After such a rant, perhaps no one will have stayed with me, but the primary item I wanted to respond to is the "Handful of Heavyweights..." topic. Anybody who has travelled to and/or lived near the West, and had a chance to pass through/visit the Classic Mixed Forest band of vegetation that runs the length of California's west-side of the Sierra Nevadas, or the Temperate Rain Forest that runs from the California border (coastal redwoods) up through Oregon and Washington, HAS to be amazed at the remaining forests of high density, high volume, mixed species trees. WHile I haven't had the chance to talk with Mike Taylor on this, I suspect he'd have something to add...he's seen some of the best!
-Don
When I visited the sequoia's I noticed that most big trees had burn scars in the concavities between the major roots. Judging by the heaps of duff re-accumulated I'm assuming that is where they came from. Here's a couple of pictures comparing the Boole tree today versus a historical picture:
IMG_4091.jpg
IMG_4102.jpg
You can see the piles of duff and the greater fire damage.

BTW if anyone gets a chance, burning a piece of sequoia bark is fun to watch. The resin just sorta boils out of the fibrous matrix, leaving behind a carbonized mass that looks a lot like steel wool. Surprisingly enough, it's the same principle used by the heat shields in the early space program to protect vehicles from re-entry.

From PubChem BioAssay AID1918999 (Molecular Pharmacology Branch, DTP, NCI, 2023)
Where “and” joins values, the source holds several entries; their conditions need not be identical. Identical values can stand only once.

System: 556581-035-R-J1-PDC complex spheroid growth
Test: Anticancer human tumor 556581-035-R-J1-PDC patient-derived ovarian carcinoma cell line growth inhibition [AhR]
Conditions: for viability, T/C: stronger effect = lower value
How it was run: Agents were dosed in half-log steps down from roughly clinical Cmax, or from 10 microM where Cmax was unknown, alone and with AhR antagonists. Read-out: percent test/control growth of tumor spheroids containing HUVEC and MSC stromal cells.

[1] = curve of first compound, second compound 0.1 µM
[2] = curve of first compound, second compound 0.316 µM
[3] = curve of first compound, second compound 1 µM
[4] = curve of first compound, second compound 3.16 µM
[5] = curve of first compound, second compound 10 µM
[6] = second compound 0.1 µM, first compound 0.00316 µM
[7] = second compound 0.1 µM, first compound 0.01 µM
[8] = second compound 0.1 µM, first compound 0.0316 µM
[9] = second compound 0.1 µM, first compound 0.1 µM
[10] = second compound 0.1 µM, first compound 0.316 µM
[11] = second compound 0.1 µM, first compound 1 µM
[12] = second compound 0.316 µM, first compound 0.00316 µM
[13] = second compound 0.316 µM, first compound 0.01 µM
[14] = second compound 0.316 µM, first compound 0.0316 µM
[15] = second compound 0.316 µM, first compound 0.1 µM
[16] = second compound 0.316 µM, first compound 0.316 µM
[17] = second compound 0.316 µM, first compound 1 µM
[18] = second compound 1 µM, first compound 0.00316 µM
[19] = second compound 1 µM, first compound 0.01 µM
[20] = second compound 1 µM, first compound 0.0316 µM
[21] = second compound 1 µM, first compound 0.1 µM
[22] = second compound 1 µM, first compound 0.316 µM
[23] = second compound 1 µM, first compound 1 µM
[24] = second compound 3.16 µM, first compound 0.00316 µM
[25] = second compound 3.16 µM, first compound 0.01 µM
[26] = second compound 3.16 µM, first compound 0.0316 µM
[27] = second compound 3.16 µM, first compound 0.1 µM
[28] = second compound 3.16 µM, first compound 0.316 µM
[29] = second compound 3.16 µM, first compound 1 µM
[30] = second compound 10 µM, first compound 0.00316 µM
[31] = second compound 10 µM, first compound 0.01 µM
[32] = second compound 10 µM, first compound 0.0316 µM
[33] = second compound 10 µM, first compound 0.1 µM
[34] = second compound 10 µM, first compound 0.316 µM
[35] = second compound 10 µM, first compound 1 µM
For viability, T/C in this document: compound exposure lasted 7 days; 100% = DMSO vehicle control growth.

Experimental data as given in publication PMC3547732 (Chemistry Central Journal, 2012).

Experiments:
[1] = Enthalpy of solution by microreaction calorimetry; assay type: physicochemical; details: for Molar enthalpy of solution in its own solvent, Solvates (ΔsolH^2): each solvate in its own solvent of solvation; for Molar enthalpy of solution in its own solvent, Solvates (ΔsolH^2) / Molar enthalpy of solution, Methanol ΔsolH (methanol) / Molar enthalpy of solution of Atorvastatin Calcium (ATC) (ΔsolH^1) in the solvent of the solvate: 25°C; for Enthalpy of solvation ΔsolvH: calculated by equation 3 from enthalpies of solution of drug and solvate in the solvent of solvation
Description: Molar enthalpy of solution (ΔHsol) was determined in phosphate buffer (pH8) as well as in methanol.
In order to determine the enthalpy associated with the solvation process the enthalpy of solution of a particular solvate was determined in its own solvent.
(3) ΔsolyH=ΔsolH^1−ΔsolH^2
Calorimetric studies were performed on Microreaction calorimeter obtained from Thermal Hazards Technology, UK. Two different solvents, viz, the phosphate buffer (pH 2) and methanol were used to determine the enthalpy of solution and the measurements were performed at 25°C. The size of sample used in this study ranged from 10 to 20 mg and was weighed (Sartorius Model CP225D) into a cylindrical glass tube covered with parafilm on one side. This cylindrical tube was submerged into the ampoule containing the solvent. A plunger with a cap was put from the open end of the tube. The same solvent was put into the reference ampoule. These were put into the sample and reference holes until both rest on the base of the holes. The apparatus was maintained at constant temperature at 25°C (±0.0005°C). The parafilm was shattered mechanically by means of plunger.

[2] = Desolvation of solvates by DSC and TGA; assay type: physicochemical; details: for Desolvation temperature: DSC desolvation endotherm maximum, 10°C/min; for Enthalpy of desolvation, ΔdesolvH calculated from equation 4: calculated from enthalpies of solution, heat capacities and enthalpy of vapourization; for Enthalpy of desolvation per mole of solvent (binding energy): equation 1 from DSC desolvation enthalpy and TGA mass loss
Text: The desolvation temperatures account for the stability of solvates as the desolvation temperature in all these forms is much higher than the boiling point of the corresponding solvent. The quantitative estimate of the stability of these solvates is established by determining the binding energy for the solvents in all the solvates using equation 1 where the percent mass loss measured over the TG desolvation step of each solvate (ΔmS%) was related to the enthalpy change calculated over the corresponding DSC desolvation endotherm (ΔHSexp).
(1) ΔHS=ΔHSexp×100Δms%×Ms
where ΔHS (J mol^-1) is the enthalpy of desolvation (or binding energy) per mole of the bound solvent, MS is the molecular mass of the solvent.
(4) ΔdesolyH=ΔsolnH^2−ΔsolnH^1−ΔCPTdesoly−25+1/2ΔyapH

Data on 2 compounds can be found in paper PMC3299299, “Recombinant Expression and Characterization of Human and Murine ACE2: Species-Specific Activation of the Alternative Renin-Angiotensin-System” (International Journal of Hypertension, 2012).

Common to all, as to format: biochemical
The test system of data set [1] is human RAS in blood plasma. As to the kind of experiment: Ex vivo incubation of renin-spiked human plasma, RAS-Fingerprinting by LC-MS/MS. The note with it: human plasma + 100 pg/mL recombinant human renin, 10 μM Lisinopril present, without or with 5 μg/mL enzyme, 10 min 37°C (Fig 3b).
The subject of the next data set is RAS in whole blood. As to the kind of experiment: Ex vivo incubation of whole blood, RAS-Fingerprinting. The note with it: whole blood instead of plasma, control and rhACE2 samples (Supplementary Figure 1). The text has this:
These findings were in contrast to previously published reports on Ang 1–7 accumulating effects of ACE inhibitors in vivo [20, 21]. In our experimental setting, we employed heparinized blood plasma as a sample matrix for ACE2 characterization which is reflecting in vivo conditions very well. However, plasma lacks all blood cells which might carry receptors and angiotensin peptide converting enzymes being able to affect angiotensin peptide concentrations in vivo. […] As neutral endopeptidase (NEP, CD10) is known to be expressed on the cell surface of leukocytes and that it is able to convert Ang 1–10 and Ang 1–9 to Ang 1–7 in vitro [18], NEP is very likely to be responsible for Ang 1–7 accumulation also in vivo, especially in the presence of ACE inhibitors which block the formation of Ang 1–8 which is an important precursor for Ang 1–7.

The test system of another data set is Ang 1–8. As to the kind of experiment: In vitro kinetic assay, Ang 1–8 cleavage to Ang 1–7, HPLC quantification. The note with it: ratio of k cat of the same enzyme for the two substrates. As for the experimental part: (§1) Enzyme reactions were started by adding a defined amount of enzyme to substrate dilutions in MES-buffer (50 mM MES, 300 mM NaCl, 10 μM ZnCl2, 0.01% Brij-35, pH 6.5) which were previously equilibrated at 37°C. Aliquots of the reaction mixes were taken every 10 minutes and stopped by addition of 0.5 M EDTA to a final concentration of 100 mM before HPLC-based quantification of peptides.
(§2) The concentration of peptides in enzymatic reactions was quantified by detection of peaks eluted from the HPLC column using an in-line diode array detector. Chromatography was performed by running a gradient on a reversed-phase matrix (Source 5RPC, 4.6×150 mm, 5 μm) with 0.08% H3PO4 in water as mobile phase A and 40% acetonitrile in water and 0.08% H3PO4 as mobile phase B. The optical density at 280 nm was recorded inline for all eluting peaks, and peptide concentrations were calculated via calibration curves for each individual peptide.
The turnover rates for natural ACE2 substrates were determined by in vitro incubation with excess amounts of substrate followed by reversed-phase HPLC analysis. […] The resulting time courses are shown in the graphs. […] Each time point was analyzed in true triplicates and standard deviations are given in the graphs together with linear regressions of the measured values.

http://www.centennialofflight.gov/essay ... Tech19.htm

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Larry Tucei
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Re: Handful of Heavyweight Trees Per Acre Are Forest Champs

Post by Larry Tucei » Wed May 09, 2012 6:57 am

Ed, A really interesting article. I have not had the privilage to be in such a Forest. The only one close has to be Congaree. I think as long as greed rules the Old Growth Forests are in trouble. The govt. has plenty of land to set aside some for the trees to become Old Growth! Larry

Joe

Re: Handful of Heavyweight Trees Per Acre Are Forest Champs

Post by Joe » Wed May 09, 2012 8:24 am

Larry Tucei wrote:Ed, A really interesting article. I have not had the privilage to be in such a Forest. The only one close has to be Congaree. I think as long as greed rules the Old Growth Forests are in trouble. The govt. has plenty of land to set aside some for the trees to become Old Growth! Larry
here in Mass., after the Forest Futures Vision Process, which set aside roughly 20% of all state owned land as reserves, the timber/forestry people went bonkers- now they claim that the tree huggers have locked up all the land and that's what's killing the wood industry, which is crazy

which is why it's tough for governmnet to lock up any land, resistance is always so strong

Joe